A new beginning — and new customers — for Beaverdam Pet Foods
This year is shaping up to be a pretty great year for Truman Schrock and Beaverdam Pet Food after a very
difficult year emotionally in 2018.
Beaverdam has a new 8,400-square-foot warehouse in Greenwood and a $250,000 SBA loan that helped them buy the building. That new facility is helping Truman distribute more efficiently to 150 stores in the mid-Atlantic region that have been the backbone of his business.
But he’s dipping his toe in the water to serve customers outside of the region, thanks to the decision to start offering his products through Amazon later this year (he’s already on Chewy.com). With those new initiatives, he hopes to double 2018 sales, which were somewhere north of $1 million (Schrock won’t be any more specific than that).
“We’re moving a trailer load a week and that’s a lot of dog food,” says the 79-year-old Schrock, who is still coping with losing his wife of 57 years last August. He adds that the company’s focus is and always will be on the stores that built his business over the past 16 years.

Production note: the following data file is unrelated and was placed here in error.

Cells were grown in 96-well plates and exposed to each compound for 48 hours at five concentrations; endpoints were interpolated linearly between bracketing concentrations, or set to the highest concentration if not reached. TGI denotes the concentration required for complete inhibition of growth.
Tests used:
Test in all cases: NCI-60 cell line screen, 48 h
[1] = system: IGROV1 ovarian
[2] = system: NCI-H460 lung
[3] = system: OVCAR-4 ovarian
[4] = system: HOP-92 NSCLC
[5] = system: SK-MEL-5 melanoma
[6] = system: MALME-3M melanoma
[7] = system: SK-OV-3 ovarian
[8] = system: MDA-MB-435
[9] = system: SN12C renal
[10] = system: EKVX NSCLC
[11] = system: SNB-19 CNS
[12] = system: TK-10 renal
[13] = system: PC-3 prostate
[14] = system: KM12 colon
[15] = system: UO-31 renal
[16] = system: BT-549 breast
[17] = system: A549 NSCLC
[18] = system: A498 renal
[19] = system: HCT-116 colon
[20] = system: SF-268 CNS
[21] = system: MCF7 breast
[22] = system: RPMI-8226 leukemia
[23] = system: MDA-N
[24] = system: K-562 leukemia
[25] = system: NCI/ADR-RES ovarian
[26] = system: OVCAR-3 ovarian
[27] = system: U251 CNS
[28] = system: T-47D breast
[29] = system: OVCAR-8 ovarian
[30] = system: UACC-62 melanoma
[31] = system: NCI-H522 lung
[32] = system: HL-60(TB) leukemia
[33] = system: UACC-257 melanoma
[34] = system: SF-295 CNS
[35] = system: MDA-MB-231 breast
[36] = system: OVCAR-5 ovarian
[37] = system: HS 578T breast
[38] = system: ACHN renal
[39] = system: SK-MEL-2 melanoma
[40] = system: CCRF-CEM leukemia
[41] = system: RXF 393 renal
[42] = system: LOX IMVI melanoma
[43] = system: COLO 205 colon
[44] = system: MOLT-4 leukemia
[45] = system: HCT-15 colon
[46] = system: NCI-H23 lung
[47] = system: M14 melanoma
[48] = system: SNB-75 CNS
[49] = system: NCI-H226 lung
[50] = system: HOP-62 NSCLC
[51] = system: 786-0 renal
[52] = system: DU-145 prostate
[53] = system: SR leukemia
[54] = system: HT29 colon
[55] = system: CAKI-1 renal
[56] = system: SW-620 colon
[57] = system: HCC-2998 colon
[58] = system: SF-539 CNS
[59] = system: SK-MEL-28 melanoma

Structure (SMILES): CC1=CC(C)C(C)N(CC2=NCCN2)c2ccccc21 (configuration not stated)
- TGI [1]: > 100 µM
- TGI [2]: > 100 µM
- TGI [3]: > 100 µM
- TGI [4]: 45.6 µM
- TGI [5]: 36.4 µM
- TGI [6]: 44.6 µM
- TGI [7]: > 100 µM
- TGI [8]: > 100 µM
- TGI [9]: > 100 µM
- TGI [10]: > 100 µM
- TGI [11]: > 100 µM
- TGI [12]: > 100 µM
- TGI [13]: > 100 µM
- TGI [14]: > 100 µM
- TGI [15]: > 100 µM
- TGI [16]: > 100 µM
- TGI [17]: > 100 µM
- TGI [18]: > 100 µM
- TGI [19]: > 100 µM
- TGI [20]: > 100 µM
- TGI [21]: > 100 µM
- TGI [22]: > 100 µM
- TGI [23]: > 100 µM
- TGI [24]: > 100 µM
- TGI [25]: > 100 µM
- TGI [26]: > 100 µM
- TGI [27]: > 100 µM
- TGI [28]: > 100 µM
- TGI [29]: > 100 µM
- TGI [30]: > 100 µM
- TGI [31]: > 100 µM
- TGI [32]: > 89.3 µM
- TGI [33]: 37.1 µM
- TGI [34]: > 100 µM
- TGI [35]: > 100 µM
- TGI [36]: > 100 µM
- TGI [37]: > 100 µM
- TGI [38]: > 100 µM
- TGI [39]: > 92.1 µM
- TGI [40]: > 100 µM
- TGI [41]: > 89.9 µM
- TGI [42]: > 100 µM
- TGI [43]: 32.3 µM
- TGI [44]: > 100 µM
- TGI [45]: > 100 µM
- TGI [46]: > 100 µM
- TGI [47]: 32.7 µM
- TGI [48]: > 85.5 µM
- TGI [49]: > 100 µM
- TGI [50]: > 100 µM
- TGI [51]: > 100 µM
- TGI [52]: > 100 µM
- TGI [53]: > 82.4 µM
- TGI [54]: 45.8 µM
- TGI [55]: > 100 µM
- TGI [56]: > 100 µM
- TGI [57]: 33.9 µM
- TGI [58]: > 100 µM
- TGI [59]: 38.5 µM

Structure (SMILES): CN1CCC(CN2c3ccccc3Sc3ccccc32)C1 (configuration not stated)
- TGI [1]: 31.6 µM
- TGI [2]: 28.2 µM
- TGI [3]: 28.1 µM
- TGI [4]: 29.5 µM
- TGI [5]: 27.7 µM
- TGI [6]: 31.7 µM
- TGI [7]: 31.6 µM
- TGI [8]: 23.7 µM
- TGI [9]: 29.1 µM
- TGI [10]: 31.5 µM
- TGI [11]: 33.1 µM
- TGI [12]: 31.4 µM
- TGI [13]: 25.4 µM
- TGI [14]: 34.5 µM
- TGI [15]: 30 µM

He started in 2003 selling to farmers and local feed stores after working for 30 years in animal nutrition and realizing that most pet owners don’t know much about what they’re serving them.
He says his products offer digestive aids, using yucca (cactus) to neutralize acid. There’s no artificial coloring and he says his food is cleaner and better for pets. Outsiders agree; he received 4.5 stars (out of five) from Dog Food Advisor and was described on their site as “highly recommended.”
Schrock takes a homespun approach to the business that offers plenty of lessons for other entrepreneurs. He quoted Frank Sinatra song lyrics (“I’m doing it my way”) and mentioned Will Rogers twice, once to say he “tells the truth; if you can do it, it ain’t bragging.”
He keeps it simple – only four lines of food. He says he focuses on keeping costs low and quality high. The company’s longtime tagline talks about putting the money in the bag not on it, a slogan developed when he got a high-priced proposal for redesigning the bag. His marketing budget is minimal (“if you listen to my story, I’ll give you a 5-pound bag; I’ve given away thousands over the years.”)
He’s clearly proud of what he’s developed and very aware of the competition. Of one major name-brand company, he says “they’re not top-grade, but they are expensive,” which sent this writer scurrying to the internet to check out the comparisons.
All that’s resulted in 15-16 years of consistent growth “at comfortable levels.” He’s kept his staff small, with daughter Christine Trivits keeping everything moving and hiring other family members (“we’re feeding four families now,” he says).